I was using plastic pudding bowls (I had 3 different sizes) as formers. Each bowl need a cling-film lining and then I swirled long sprigs of shamrock inside the bowls.
The clay was wedged and rolled out into a a large slab, from which I cut random pieces, which were fitted together as I worked.
I used my fingers to press the pieces together, letting the finger dents remain as part of the interior bowl form.
From the outside, one can see how the shamrock has been embedded into the clay from the pressure of joining the pieces. The cling-film creases will also add to the final design, apparent in the glazing process.
Here are the five bowls posing with the shamrock. Normally they need to be leather-hard dry before removal from the bowls, but since I was not adding feet to the bowls I could leave them until they were totally dry and ready for firing.
I glazed all the shamrock bowls with a food-safe green, wiping the glaze on the exterior in order to allow the glaze to only be in the plant and crease areas. I liked the way the glaze worked on the interior, accentuating the finger marks, however, I thought it was a bit too pale on the outside. I did submit them to the craft fair (more pictures can be seen here) but when they returned to me, I took the opportunity to make them better bowls.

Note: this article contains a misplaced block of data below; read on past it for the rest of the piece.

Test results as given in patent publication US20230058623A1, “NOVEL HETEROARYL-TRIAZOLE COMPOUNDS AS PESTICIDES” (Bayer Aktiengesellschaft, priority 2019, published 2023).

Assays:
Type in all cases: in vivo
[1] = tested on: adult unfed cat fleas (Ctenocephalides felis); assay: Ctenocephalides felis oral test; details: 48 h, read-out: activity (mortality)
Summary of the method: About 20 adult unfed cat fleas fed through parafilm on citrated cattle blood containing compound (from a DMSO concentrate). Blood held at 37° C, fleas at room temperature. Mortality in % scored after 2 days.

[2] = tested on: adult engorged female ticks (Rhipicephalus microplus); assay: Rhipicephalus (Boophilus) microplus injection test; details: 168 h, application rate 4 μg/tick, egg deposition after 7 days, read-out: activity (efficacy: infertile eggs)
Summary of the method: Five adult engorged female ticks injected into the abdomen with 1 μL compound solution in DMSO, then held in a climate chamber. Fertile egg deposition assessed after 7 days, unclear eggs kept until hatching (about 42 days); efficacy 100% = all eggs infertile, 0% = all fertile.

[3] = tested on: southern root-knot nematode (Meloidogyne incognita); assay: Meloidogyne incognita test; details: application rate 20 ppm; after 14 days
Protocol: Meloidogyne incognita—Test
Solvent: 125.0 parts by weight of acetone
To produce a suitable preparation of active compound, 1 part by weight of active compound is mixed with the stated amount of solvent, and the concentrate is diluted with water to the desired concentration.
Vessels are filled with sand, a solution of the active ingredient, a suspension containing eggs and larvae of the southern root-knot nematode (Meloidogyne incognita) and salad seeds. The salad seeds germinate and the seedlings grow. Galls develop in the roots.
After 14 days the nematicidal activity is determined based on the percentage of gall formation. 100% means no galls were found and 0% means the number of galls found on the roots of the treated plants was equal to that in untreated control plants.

For each of the five bowls I made feet that I thought were an aesthetic improvement. I knew that once they were fired some glaze could be used as a glue and the bowls could be re-fired with their feet.
I also took the opportunity to use a darker glaze on the exterior, with not such aggressive wiping in order that the creases were more apparent as well as a stronger appearance of the shamrock. For the deeper bowls I made tall feet.
For the two shorter bowls I made feet rings that were appropriately shallow. I am quite pleased with the results.